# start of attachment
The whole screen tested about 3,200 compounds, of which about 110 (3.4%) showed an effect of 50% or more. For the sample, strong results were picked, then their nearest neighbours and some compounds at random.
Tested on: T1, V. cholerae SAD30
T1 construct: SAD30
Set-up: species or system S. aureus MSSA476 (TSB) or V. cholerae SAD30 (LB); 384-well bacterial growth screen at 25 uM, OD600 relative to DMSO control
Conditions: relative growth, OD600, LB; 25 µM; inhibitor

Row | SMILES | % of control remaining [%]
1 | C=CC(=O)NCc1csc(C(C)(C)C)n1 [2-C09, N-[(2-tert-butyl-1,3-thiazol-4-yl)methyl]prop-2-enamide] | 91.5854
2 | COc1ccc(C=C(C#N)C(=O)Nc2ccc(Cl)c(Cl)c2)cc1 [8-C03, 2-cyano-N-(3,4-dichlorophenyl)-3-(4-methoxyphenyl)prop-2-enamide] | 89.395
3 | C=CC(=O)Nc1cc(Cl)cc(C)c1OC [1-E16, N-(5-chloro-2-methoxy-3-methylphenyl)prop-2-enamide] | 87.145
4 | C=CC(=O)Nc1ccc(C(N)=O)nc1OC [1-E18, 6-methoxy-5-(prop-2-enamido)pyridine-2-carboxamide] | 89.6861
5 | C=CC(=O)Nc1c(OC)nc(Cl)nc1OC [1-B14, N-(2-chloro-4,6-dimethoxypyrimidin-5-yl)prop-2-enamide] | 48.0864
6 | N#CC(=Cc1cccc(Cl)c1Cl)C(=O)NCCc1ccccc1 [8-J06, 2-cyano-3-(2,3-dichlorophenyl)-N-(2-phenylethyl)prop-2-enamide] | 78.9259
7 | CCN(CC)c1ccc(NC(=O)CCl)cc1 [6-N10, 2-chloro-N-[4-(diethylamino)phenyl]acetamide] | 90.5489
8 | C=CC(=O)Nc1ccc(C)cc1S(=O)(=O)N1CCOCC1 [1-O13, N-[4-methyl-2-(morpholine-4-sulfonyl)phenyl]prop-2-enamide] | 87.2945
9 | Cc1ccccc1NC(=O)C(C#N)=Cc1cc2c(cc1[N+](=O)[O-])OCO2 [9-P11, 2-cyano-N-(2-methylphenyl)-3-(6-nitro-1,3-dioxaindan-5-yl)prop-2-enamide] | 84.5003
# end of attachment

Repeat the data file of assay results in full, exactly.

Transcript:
The whole screen tested about 3,200 compounds, of which about 110 (3.4%) showed an effect of 50% or more. For the sample, strong results were picked, then their nearest neighbours and some compounds at random.
Tested on: T1, V. cholerae SAD30
T1 construct: SAD30
Set-up: species or system S. aureus MSSA476 (TSB) or V. cholerae SAD30 (LB); 384-well bacterial growth screen at 25 uM, OD600 relative to DMSO control
Conditions: relative growth, OD600, LB; 25 µM; inhibitor

Row | SMILES | % of control remaining [%]
1 | C=CC(=O)NCc1csc(C(C)(C)C)n1 [2-C09, N-[(2-tert-butyl-1,3-thiazol-4-yl)methyl]prop-2-enamide] | 91.5854
2 | COc1ccc(C=C(C#N)C(=O)Nc2ccc(Cl)c(Cl)c2)cc1 [8-C03, 2-cyano-N-(3,4-dichlorophenyl)-3-(4-methoxyphenyl)prop-2-enamide] | 89.395
3 | C=CC(=O)Nc1cc(Cl)cc(C)c1OC [1-E16, N-(5-chloro-2-methoxy-3-methylphenyl)prop-2-enamide] | 87.145
4 | C=CC(=O)Nc1ccc(C(N)=O)nc1OC [1-E18, 6-methoxy-5-(prop-2-enamido)pyridine-2-carboxamide] | 89.6861
5 | C=CC(=O)Nc1c(OC)nc(Cl)nc1OC [1-B14, N-(2-chloro-4,6-dimethoxypyrimidin-5-yl)prop-2-enamide] | 48.0864
6 | N#CC(=Cc1cccc(Cl)c1Cl)C(=O)NCCc1ccccc1 [8-J06, 2-cyano-3-(2,3-dichlorophenyl)-N-(2-phenylethyl)prop-2-enamide] | 78.9259
7 | CCN(CC)c1ccc(NC(=O)CCl)cc1 [6-N10, 2-chloro-N-[4-(diethylamino)phenyl]acetamide] | 90.5489
8 | C=CC(=O)Nc1ccc(C)cc1S(=O)(=O)N1CCOCC1 [1-O13, N-[4-methyl-2-(morpholine-4-sulfonyl)phenyl]prop-2-enamide] | 87.2945
9 | Cc1ccccc1NC(=O)C(C#N)=Cc1cc2c(cc1[N+](=O)[O-])OCO2 [9-P11, 2-cyano-N-(2-methylphenyl)-3-(6-nitro-1,3-dioxaindan-5-yl)prop-2-enamide] | 84.5003